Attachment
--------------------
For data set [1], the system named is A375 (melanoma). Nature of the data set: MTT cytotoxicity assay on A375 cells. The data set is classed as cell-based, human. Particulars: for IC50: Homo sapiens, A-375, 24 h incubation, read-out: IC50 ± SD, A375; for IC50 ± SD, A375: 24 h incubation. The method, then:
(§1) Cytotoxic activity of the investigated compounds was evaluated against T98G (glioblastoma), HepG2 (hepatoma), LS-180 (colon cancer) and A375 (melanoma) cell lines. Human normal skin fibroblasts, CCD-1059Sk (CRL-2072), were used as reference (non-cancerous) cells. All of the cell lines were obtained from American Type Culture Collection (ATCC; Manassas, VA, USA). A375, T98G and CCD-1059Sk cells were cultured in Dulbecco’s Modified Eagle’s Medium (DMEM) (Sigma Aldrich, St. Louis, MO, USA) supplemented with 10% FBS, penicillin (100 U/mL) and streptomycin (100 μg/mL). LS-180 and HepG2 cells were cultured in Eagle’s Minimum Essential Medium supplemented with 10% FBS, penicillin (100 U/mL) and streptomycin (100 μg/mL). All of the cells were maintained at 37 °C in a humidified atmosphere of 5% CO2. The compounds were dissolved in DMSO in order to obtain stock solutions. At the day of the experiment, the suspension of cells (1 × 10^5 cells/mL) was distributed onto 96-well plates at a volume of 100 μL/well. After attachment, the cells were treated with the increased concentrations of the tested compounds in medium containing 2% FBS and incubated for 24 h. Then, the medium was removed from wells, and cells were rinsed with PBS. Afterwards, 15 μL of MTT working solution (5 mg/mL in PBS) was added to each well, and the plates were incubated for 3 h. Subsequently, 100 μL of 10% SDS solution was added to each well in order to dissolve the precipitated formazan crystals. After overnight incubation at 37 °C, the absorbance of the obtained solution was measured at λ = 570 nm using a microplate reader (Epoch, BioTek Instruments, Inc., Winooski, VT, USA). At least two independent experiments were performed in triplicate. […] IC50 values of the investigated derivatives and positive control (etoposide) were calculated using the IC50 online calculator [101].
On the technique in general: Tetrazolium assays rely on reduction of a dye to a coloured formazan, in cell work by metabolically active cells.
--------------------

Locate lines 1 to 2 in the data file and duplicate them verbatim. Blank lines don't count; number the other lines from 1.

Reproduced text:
For data set [1], the system named is A375 (melanoma). Nature of the data set: MTT cytotoxicity assay on A375 cells. The data set is classed as cell-based, human. Particulars: for IC50: Homo sapiens, A-375, 24 h incubation, read-out: IC50 ± SD, A375; for IC50 ± SD, A375: 24 h incubation. The method, then:
(§1) Cytotoxic activity of the investigated compounds was evaluated against T98G (glioblastoma), HepG2 (hepatoma), LS-180 (colon cancer) and A375 (melanoma) cell lines. Human normal skin fibroblasts, CCD-1059Sk (CRL-2072), were used as reference (non-cancerous) cells. All of the cell lines were obtained from American Type Culture Collection (ATCC; Manassas, VA, USA). A375, T98G and CCD-1059Sk cells were cultured in Dulbecco’s Modified Eagle’s Medium (DMEM) (Sigma Aldrich, St. Louis, MO, USA) supplemented with 10% FBS, penicillin (100 U/mL) and streptomycin (100 μg/mL). LS-180 and HepG2 cells were cultured in Eagle’s Minimum Essential Medium supplemented with 10% FBS, penicillin (100 U/mL) and streptomycin (100 μg/mL). All of the cells were maintained at 37 °C in a humidified atmosphere of 5% CO2. The compounds were dissolved in DMSO in order to obtain stock solutions. At the day of the experiment, the suspension of cells (1 × 10^5 cells/mL) was distributed onto 96-well plates at a volume of 100 μL/well. After attachment, the cells were treated with the increased concentrations of the tested compounds in medium containing 2% FBS and incubated for 24 h. Then, the medium was removed from wells, and cells were rinsed with PBS. Afterwards, 15 μL of MTT working solution (5 mg/mL in PBS) was added to each well, and the plates were incubated for 3 h. Subsequently, 100 μL of 10% SDS solution was added to each well in order to dissolve the precipitated formazan crystals. After overnight incubation at 37 °C, the absorbance of the obtained solution was measured at λ = 570 nm using a microplate reader (Epoch, BioTek Instruments, Inc., Winooski, VT, USA). At least two independent experiments were performed in triplicate. […] IC50 values of the investigated derivatives and positive control (etoposide) were calculated using the IC50 online calculator [101].